There is practically a general agreement of authorities as the nature of evil, some allowance being made for varying modes of expression depending on a corresponding variety of philosophical presuppositions. But on the question of the origin of evil there has been, and is a considerable diversity of opinion. The problem is strictly a metaphysical one; i.e. it cannot be solved by a mere experimental analysis of the actual conditions from which evil results. The question, which Schopenhauer has called "the punctum pruriens of metaphysics ", is concerned not so much with the various detailed manifestations of evil in nature, as with the hidden and underlying cause which has made these manifestations possible or necessary ; and it is at once evident that enquiry in a region so obscure must be attended with great difficulty, and that the conclusions reached must, for the most part be of a provisional and tentative character. No system of philosophy has ever succeeded in escaping from the obscurity in which the subject is involved; but it is not too much to say that the Christian solution offers, on the whole, fewer difficulties, and approaches more nearly to completeness than any other. The question may be stated thus. Admitting that evil consists in a certain relation of man to his environment, or that it arises in the relation of the component parts of the totality of existence to one another, how comes it that though all are alike the results of a universal cosmic process, this universal agency is perpetually at war with itself, contradicting and thwarting its own efforts in the mutual hostility of its progeny? Further, admitting that metaphysical evil in itself may be merely nature's method, involving nothing more than a continual redistribution of the material elements of the universe, human suffering and wrongdoing still and out as essentially opposed to the general scheme of natural development, and are scarcely to be reconciled in thought with any conception of unity or harmony in nature. To what, then, is the evil of human life, physical and moral, to be attributed as its cause? But when the universe is considered as the work of an all-benevolent and all-powerful Creator, a fresh element is added to the problem. If God is all-benevolent, why did He cause or permit suffering? If He is all-Powerful, He can be under no necessity of creating or permitting it; and on the other hand, if He is under any such necessity, He cannot be all-powerful. Again, if God is absolutely good, and also omnipotent, how can He permit the existence of moral evil? We have to enquire, that is to say, how evil has come to exist, and what is its special relation to the Creator of the universe.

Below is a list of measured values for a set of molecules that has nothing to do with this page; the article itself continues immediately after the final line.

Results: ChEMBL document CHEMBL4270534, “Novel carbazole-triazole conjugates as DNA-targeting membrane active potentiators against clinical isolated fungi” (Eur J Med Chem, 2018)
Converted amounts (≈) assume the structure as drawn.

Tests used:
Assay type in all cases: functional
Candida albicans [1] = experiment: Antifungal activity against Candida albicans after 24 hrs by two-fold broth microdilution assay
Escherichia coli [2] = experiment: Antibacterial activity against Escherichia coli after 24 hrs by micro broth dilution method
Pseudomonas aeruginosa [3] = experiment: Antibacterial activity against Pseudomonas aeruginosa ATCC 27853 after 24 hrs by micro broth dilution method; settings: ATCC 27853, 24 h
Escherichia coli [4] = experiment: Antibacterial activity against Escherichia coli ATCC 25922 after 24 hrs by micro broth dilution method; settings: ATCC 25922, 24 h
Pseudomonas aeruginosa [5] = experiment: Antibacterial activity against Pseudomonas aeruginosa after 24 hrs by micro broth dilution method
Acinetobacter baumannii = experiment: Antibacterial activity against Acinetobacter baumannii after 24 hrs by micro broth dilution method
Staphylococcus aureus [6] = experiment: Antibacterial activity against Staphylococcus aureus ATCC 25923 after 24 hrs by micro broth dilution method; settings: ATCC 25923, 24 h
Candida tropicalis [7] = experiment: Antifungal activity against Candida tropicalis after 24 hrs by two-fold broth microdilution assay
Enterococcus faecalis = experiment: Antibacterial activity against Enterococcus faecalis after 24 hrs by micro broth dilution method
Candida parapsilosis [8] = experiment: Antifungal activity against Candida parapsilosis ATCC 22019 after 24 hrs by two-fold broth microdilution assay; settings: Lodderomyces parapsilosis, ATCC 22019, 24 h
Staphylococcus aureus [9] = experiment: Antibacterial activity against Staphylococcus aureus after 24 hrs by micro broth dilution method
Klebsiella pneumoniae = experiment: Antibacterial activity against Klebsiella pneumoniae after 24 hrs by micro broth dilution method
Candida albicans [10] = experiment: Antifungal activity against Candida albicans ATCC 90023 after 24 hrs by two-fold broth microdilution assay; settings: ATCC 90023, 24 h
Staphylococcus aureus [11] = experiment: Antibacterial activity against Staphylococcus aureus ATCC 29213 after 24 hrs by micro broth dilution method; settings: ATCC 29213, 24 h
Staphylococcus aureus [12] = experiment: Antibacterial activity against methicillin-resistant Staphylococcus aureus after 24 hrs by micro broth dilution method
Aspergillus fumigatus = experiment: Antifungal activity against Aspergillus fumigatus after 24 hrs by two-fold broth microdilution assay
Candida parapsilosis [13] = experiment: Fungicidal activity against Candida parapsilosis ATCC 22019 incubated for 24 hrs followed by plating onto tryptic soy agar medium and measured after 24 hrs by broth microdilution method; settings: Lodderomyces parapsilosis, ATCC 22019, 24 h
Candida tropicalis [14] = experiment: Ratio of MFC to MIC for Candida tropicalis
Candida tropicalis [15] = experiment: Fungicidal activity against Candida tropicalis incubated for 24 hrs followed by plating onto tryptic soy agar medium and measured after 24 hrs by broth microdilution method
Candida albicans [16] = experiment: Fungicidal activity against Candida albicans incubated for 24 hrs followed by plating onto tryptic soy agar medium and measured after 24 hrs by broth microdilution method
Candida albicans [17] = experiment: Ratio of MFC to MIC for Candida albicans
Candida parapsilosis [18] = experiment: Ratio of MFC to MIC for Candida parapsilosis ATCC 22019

The solution of the problem has been attempted by three different methods.